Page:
Regelung flexibler Mehrkörpersysteme mit Umgebungskontakt
Funktionsübersicht des neuen flexiblen Leichtbauroboters Flexor:
Experimentelle Ergebnisse ausgewählter Konzepte angewendet auf den Flexor:
Experimentelle Ergebnisse an der Lambda Kinematik:
Motivation Through the growing need for energy efficiency and higher velocities, lightweight machines gain in importance. This relates to classical industrial applications, as well as new applications in the service and medical sector. As a consequence the machines' overall stiffness is significantly reduced. To compensate for the resulting elastic oscillations, the use of modern model-based control and regulation concepts is required. Feedforward approaches like the exact model inversion promise a good tracking behavior without interfering with the stability of the controlled machine. In combination with common control concepts, high-precision trajectory tracking or changes of operating points can be realized.
Modeling These model-based concepts require a very accurate model of the machine. Such machines are modeled as flexible multibody systems, due to large operating movements, that are overlaid by small elastic deformations. This extension of the common multibody system allows for the consideration of elastic bodies that can perform large non-linear movements.
Model of a lambda-kinematics machine with a kinematic loop (drives KML).
For control it is not meaningful to use finite element models with a large number of degrees of freedom. Therefore, these finite element models are transformed to models with significantly fewer degrees of freedom by means of model reduction methods. The reduced bodies are then integrated into the multibody system by using the method of the floating frame of reference.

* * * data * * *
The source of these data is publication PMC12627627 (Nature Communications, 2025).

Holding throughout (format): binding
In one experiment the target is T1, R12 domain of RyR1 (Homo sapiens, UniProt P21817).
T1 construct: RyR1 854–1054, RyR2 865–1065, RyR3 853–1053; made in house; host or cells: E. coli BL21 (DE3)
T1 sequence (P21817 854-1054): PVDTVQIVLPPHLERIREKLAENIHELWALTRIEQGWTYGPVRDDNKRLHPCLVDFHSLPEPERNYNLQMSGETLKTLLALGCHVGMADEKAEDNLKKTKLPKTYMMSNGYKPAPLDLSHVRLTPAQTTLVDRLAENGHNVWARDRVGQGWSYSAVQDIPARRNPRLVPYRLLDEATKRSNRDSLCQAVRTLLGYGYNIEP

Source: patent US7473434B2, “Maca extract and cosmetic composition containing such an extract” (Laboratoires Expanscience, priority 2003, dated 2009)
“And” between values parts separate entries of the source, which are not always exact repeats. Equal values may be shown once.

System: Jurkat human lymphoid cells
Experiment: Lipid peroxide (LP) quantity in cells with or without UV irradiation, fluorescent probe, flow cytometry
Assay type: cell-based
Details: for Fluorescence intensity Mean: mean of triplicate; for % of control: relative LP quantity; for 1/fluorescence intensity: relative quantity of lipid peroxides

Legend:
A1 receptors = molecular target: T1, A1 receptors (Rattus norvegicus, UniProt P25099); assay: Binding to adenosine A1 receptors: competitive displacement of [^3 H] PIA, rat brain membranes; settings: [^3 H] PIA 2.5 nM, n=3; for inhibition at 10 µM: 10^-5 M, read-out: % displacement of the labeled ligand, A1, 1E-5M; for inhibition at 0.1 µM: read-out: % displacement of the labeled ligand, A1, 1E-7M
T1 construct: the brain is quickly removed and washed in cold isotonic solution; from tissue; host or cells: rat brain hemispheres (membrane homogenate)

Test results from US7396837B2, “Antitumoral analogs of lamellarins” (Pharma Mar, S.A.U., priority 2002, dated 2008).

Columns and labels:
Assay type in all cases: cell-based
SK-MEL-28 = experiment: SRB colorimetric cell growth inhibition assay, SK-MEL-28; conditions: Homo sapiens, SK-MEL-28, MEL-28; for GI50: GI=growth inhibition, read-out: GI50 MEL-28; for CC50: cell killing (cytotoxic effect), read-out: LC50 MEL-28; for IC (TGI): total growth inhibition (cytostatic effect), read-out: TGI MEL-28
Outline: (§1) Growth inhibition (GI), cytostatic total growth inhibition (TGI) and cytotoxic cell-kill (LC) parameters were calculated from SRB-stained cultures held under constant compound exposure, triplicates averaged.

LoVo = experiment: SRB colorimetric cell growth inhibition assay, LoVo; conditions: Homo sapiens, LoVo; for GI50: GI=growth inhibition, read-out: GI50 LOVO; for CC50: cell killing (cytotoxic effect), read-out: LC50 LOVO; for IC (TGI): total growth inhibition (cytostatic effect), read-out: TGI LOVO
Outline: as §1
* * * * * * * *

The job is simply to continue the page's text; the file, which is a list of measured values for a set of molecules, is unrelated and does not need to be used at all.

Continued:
Control Concepts This project focuses on the trajectory tracking control of flexible multibody systems with consideration of endeffector contact. Flexible multibody models allow for the use of model-based feedfoward control concepts such as an exact model inversion to follow desired trajectories. Exact model-inversion means in this context that all dynamic effects of the flexible multibody model are considered in the inverse model. With the help of a non-linear state transformation, the model can be transformed into the so-called input-output normal form, which consists of a set of differentiators, an algebraic part and the internal dynamics. Depending on the stability of the internal dynamics a feedforward control can be computed. As an alternative to the coordinate transformation, servo-constraints can be used to obtain the same results.
The developed concepts are tested experimentally on a flexible lambda-kinematics machine, which has been developed in cooperation with the Institute of Engineering and Computational Mechanics at the University of Stuttgart over the last years.
In this setup significant friction effects, that occur in the movers, need to be compensated. Therefore, model and non-model-based techniques are combined and integrated into the cascade control of these movers. Besides, a curvature controller, which feeds back the curvature velocity of the long and highly elastic arm, has been developed to offer the possibility to rapidly dampen oscillations (see video).
The presented project offers a unique combination of mechanics, control technology and lightweight robotics. Powerful tools, like flexible multibody systems, the finite element method, exact model inversion, etc. are used. Various software-tools are utilized for modelling and simulation (e.g. Ansys/Matlab/Simulink). An objective is also to experimentally validate the models, simulations and designed controllers.
Often, there are interesting opportunities to get involved: analytically, simulatively and experimentally. If you are interested, do not hesitate to contact us (see contact information below).
Morlock, M.; Burkhardt, M.; Seifried, R.: Friction Compensation, Gain Scheduling and Curvature Control for a Flexible Parallel Kinematics Robot. Proceedings of the 2015 IEEE/RSJ International Conference on Intelligent Robots and Systems (IROS 2015), Hamburg, Germany, 2015. 10.1109/IROS.2015.7353695